This article first appeared in the Jan ’13, Issue 4 of Modern Law Magazine.
Answer: Think through this common scenario … and then apply the same principles in other areas of your practice to evaluate the potential of IT to make you more competitive and improve your performance.
A client calls in to make a will. They appoint 2 executors, who will be their most trusted friends or relations (and perhaps also someone from your practice).
Do you know if anyone at your practice knows these two executors? Would you ask the testator if it would be helpful to send them some information about the responsibilities they are taking on? Do you have that available?
If you don’t already know them, should you ask the client if it’s ok to add them to your system to send out that information and invite them to opt into further contact in future? Can you invite them in for a chat to establish contact if they want to drop in (and send a timely reminder), to build up a better relationship with them so you understand their family’s legal needs?
What about their children and parents – can we do something for them? Will you stay in touch to offer that client and members of their family other services relevant to them, now we understand what they might need in the future?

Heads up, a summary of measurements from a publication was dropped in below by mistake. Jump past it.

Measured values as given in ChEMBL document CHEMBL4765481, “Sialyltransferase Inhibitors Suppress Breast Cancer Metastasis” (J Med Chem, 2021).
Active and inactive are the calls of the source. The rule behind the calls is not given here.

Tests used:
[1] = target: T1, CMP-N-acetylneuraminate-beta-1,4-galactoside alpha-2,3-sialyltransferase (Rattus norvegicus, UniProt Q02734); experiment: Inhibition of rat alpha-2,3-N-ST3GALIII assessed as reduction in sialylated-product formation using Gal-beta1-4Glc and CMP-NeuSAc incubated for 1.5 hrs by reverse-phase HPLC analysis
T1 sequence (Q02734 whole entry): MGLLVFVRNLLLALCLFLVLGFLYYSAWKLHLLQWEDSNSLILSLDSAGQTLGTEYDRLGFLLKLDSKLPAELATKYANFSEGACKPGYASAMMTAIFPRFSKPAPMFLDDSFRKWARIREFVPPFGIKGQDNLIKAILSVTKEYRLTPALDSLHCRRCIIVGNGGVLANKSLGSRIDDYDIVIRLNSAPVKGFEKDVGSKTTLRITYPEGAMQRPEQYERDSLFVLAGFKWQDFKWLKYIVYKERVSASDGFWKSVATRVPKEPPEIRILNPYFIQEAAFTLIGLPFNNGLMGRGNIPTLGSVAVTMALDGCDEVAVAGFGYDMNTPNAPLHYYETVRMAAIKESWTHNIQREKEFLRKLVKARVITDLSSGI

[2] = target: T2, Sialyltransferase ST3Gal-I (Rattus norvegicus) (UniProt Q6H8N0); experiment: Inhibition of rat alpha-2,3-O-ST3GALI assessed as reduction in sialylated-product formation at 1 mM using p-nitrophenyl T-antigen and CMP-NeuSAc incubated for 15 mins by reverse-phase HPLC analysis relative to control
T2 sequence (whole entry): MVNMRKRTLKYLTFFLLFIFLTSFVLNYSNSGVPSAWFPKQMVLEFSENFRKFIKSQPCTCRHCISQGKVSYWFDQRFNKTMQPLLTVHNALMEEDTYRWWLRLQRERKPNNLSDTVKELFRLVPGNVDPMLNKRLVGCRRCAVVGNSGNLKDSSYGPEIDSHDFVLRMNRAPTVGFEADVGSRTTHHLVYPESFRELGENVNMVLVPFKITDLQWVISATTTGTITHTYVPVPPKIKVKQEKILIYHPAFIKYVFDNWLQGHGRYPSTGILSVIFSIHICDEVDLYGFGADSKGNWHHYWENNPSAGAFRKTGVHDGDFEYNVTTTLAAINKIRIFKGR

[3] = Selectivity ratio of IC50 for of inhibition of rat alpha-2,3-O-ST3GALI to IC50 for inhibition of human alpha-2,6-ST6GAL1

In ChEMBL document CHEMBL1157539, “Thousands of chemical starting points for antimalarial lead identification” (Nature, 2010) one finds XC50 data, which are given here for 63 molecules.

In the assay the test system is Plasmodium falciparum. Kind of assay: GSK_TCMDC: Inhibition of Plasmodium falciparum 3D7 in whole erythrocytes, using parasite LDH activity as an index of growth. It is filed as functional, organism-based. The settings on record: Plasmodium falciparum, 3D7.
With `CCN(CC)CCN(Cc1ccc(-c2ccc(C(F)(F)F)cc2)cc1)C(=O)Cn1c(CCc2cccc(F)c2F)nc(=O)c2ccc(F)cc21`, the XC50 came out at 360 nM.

To manage this requires simple but effective use of a user-friendly client relationship management (“CRM”) system to manage data and prompt activity, but this is just one area of how you operate that can be improved by effective use of IT.
This is not just about technology but also about the mindset and vision of the people who develop and use IT systems. Integrated, user-friendly and powerful solutions are readily available but require investment of intellect and time as well as money to produce more competitive business results; not just on relationships, but to deliver more for less and to operate more efficiently with more resilience and flexibility.
However, managing client relationships is critical. If you do not have a structured approach supported by technology, you can rest assured that others will. Those executors could well be your clients today … but gone tomorrow.